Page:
Last month there were more encouraging signs that southwest Pennsylvania is turning around in the battle to return to normal after a year of living under the COVID-19 pandemic.
More than 2 out of 3 people in Allegheny County were vaccinated against COVID, one of the highest rates in Pennsylvania, according to the state Department of Health.
As more people were vaccinated, COVID cases in the area have slowed recently. The new COVID cases reported in the seven-county region fell by 15 percent at the end of April compared to the numbers two weeks earlier.
Meanwhile, residents of southwest Pennsylvania are increasingly resuming pre-pandemic behavior, local polls suggest.
Shot in the arm
Nearly 67 percent of people ages 15 and older in Allegheny County were at least partially vaccinated earlier this week. Only Chester County in eastern Pennsylvania had a higher rate. Nationwide, 52.5 percent of the population had been vaccinated.
Willingness to be vaccinated has changed dramatically in southwest Pennsylvania in the seven months since the first vaccine trials suggested that effective vaccines could be produced.
Last October, 15 percent of people in the area wanted the vaccine, according to a regional poll by the Allegheny Conference on Community Development and Schmidt Market Research. In March, 74 percent wanted it without hesitation and only 12 percent said there was no way they would get vaccinated.
All but two counties in the region have a vaccination rate that is above the national average. As of this week, only Beaver and Fayette counties continue to struggle to get at least half of their population aged 15 and over vaccinated.
Cases are falling
New cases are reported daily in the region, which are still higher than the numbers a year ago. But after the peak after the New Year holidays, the cases have slowly decreased. It’s a trend that can be seen in most of the Americas.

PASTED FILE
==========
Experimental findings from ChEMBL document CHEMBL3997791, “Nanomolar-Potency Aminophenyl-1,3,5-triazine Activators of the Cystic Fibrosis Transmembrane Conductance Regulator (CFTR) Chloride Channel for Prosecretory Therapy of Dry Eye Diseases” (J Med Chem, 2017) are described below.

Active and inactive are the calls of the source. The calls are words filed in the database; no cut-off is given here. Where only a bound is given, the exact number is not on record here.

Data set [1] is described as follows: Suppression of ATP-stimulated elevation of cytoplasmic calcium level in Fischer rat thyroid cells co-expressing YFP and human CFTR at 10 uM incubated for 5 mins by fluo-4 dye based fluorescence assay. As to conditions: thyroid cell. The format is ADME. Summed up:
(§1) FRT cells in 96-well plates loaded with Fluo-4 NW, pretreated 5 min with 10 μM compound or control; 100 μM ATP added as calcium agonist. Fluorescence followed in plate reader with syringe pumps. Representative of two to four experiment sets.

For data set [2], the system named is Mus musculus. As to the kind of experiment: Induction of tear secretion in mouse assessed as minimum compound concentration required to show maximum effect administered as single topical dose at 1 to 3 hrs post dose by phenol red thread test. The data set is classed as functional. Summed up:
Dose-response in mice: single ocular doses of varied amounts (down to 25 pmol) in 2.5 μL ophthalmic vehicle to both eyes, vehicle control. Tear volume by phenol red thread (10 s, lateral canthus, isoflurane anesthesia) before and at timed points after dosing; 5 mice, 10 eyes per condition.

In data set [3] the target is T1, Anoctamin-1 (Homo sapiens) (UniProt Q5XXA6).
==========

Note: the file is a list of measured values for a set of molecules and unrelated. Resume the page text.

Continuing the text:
The COVID case numbers in southwest Pennsylvania compare to those in other U.S. metro regions. That has largely been the case throughout the pandemic. And April was no exception, according to COVID data collected by Johns Hopkins University.
Allegheny County, the region’s most important county, had 7,799 cases per 100,000 people as of the end of April. That was 24 percent less than the national average of 9,657 cases per 100,000 population. Only the counties that include Seattle and Austin had lower rates of COVID cases than Allegheny among the 16 metropolitan areas recorded by Pittsburgh Today. Davidson County, Tennessee, home of Nashville, had the highest rate, reporting 12,714 cases per 100,000 population.
Westmoreland, Fayette, and Armstrong counties in southwest Pennsylvania had the highest number of new coronavirus cases per capita on April 21.
Desire for normalcy
Residents of southwest Pennsylvania are eager to return to pre-pandemic activities, and many have begun, monthly Allegheny conference polls show.
About 52 percent said they are comfortable getting back to work now, and another 12 percent said they will be comfortable with it by the end of this month. And 52 percent say they have already started dining indoors, with just 19 percent saying they will wait for all COVID restrictions to be lifted before doing so.
Activities that people were extremely reluctant to do last year are also gaining popularity. Last July, only 10 percent of the people in the region were willing to attend major events such as concerts and ball games. Last month, 42 percent said they are ready to resume such activities.
“I think the summer will show the possibility that more restrictions will be lifted, more people will be vaccinated and there will be a great desire for concerts, events and travel,” said Vera Krekanova, chief strategy and research officer at the Allegheny Conference.